Zoë Dodd’s paying job is as a front line harm reduction and support worker at the South Riverdale Community Health Centre, where she works with a diverse community of clients who experience difficulties accessing conventional medical, social and community services due to low literacy or income levels; housing, family or drug use problems; gender, race, culture or mental health issues.
However, when someone asks Zoë what she does, the list is far longer.
Zoë is a community activist, concerned with HIV/AIDS and Hepatitis C, poverty and harm reduction. She co-founded the hepatitis C program in Toronto and has been coordinating it for more than ten years; a program that has been replicated around Ontario. She is a member of local community activist organizations including AIDS Action Now! and the Ontario Coalition Against Poverty.
Over the past year Zoë has been featured frequently in the news. After organizing a march demanding increased government action to prevent drug overdoses, she famously confronted Prime Minister Justin Trudeau about the need to address the national opioid overdose crisis last May.
Then she took matters into her own hands. With too many people dying every month from opioid related overdoses Zoë, along with other volunteers, started operating an overdose prevention program out of a trailer in Moss Park last August. Zoë co-organized the unsanctioned program when three official supervised-injection sites had been approved for Toronto, but not yet opened. The site is heavily used, has prevented untold number of deaths and is finally moving to a permanent inside location this month.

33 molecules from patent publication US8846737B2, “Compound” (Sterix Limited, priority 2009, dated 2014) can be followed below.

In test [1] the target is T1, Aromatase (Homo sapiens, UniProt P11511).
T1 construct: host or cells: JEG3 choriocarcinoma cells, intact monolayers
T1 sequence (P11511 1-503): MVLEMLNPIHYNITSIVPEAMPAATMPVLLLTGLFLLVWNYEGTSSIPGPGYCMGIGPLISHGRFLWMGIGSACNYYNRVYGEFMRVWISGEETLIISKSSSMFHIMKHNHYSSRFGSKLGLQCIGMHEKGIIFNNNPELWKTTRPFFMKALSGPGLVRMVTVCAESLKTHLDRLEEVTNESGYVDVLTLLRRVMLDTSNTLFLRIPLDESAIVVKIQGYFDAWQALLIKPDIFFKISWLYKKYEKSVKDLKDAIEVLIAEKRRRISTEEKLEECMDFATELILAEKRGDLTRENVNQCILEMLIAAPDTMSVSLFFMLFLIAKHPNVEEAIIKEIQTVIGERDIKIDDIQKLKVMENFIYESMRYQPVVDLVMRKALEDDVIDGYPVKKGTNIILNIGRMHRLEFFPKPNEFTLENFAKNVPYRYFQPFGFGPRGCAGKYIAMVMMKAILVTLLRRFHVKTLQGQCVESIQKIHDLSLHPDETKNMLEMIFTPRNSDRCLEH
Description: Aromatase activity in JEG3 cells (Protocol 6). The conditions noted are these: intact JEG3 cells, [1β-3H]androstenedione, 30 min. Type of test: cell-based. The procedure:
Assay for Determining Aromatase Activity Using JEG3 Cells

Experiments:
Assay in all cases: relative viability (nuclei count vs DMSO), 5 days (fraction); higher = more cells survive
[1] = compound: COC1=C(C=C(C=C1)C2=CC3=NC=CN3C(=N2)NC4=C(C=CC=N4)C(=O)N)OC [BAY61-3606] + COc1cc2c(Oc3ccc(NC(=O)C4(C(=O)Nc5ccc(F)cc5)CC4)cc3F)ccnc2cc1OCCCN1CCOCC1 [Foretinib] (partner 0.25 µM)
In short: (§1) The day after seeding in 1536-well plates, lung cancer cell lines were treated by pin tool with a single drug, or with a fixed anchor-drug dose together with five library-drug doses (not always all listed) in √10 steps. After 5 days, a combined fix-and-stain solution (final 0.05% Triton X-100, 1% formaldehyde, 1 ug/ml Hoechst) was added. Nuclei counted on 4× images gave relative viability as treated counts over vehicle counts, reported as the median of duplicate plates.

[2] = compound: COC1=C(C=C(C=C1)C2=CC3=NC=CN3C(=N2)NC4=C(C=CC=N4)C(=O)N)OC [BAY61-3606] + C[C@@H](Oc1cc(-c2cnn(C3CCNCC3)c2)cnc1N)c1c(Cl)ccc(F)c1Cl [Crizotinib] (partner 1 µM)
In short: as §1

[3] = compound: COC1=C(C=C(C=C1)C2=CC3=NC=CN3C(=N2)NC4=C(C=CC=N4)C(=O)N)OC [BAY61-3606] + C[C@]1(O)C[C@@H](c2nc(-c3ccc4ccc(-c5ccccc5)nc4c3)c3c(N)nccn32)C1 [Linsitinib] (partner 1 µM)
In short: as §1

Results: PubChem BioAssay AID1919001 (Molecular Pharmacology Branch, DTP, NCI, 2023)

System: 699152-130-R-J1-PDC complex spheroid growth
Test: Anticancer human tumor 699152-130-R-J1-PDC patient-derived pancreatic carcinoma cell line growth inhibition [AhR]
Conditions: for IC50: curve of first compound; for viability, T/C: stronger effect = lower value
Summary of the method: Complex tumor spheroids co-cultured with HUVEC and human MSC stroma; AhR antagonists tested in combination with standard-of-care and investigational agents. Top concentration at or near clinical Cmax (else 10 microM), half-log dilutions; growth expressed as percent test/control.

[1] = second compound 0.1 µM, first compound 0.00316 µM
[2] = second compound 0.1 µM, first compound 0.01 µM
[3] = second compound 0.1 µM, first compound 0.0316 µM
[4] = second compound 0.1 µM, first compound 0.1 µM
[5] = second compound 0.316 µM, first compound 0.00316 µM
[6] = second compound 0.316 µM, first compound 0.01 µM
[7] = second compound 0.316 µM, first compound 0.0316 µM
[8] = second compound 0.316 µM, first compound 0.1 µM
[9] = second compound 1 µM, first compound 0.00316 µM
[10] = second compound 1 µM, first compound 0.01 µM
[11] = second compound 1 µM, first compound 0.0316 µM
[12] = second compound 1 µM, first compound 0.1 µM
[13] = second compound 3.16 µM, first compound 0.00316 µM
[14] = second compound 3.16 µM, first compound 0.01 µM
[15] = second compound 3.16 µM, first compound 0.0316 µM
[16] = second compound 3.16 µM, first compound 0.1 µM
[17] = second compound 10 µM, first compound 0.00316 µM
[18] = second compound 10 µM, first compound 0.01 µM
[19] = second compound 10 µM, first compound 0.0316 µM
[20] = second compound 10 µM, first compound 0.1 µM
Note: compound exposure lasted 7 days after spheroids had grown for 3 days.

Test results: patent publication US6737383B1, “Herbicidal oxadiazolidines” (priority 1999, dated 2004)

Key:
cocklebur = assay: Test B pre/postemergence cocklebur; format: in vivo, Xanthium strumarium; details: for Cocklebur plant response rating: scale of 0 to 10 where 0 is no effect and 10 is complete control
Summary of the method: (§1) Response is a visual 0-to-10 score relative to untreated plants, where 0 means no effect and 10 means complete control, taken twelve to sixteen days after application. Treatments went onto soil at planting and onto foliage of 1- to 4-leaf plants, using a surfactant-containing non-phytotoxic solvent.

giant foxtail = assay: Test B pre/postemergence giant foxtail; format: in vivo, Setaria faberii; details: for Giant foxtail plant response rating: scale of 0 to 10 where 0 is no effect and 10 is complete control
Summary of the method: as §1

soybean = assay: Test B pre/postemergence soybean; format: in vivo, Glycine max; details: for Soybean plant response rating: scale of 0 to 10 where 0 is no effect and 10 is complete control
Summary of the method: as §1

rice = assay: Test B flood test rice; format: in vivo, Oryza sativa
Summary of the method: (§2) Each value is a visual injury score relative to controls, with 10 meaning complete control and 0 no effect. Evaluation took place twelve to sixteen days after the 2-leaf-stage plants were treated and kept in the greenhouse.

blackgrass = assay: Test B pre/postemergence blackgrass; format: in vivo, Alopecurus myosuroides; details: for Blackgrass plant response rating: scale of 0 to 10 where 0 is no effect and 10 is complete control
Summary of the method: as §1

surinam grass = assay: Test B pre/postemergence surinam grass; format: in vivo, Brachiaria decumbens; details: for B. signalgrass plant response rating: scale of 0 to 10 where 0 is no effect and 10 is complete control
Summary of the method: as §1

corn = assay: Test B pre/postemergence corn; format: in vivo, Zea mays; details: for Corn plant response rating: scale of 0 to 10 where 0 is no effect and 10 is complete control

Zoë has been not only an organizer, but also a lead activist with the site. Said Toronto city councilor Joe Cressy, “These courageous activists willingly broke the law to save lives. And not only did they save lives, they changed federal and provincial policy.”
As a worker and as an activist, Zoë practices community development, popular education and harm reduction within a social justice framework. Through publications, public speaking, and through her actions, Zoë is making changes to improve conditions in which people live. People in our city, in our community.
Her activism, her leadership, and her compassion are emblematic of the Casey Awards and the spirit of June Callwood.